E3 2011: Call of Duty Elite

E3 2011: Call of Duty Elite

Call of Duty has never really been my forte. I like the single player, but the multiplayer is brutal for me. I get my ass handed to me every time I log on, and the only way to get better is to, well, get my ass handed to me some more. This doesn’t mean I don’t respect Call of Duty. I loved almost every entry, but I do think the series is going stale for me. We aren’t here to talk about CoD as a whole; we are here to talk about Elite.

Elite opened up with a video, The Legend of Karl, explaining what Call of Duty: Elite is, using a bunch of old internet memes, followed by a presentation showing each of its features. You can review all of your stats from the platform, digitally all through a web browser. The site is linked to your gamertag, which you can then adjust and customize from there. You can adjust your loadouts from the web, while you are looking up your stats. This isn’t the meat of what Elite is about, what Elite is about is being better then everyone you have ever played with.

Elites stat tracking is quite possibly one of the most elaborate search options I’ve seen. If you want to play against someone with webbed feet, you can search and make a group for people with webbed feet. If you want to play against people who like boxing while they sleep, there’s a group for that. You get the point. The stats that you can look up for people with only webbed feet are something unique.  You can see the usual K/D ratios, xp earned, how long till your next level. You can even see where you like to kill people on each map, which is displayed through heat signatures on the map shown. You can compete with other clubs or people to show off your new skills with other people and set up tournaments with the compete section. It will even show you how you can up your game with the improve section. It will show you where you usually die, with what, by who so you can learn to do something different to over come that.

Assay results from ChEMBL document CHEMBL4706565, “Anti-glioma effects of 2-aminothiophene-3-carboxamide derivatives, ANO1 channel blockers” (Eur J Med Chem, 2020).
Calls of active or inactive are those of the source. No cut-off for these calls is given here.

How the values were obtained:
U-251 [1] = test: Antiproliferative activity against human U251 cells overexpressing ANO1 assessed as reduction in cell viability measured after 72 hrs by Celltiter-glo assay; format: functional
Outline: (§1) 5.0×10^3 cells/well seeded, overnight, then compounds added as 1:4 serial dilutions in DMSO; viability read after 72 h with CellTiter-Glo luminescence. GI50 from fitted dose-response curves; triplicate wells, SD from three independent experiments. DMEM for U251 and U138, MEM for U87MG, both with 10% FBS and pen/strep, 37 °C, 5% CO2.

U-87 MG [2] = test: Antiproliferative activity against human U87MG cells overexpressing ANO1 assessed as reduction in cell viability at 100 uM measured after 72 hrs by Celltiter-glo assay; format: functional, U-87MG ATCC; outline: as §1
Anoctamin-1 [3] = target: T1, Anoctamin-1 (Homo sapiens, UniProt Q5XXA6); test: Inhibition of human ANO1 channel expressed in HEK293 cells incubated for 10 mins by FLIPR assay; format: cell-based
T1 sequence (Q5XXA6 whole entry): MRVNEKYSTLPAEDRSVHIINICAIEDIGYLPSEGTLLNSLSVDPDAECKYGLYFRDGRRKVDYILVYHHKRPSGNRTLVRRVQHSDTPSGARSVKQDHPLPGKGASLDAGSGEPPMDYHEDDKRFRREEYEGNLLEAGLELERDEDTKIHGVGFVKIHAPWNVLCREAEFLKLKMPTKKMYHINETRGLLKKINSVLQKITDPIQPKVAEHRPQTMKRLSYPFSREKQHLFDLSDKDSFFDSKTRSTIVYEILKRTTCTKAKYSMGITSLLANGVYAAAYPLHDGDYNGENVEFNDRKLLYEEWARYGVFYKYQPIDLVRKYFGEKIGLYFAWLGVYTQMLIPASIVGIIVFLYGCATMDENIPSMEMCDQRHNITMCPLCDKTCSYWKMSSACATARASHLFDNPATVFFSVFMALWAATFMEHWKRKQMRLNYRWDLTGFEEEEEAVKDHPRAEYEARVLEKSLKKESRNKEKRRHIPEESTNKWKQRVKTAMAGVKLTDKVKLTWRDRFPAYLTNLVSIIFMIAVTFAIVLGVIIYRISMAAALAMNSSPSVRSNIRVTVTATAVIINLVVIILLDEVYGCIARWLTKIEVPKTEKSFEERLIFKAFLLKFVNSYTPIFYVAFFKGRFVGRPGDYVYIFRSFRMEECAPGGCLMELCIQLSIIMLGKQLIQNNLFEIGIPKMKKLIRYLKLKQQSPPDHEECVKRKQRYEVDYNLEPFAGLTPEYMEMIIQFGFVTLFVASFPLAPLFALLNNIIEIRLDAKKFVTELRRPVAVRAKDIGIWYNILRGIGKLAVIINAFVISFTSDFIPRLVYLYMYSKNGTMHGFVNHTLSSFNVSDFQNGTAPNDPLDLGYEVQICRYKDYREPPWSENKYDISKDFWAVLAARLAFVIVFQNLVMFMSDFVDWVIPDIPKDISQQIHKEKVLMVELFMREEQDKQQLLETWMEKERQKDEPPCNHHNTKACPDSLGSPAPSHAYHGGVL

This is all great, and if you love Call of Duty this will be a great tool to help you improve. I like what this is and what it will do to the competition. I might not play a lot of Call of Duty, but the fact that you can narrow who you want to play with down to left handed people with brown hair who like to kill with shotguns. The fact that Activision and Beachhead want to make players like me better so I don’t rage quit on people who are clearly better then me is a great tool for everyone, and this is all free to boot. The only thing Beachhead and Activision would say about the paid program is that it will include all the DLC packs for the game on a sort of subscription based way.  If you’re that way about Call of Duty, this seems like a great tool to have to help increase your game and playability.


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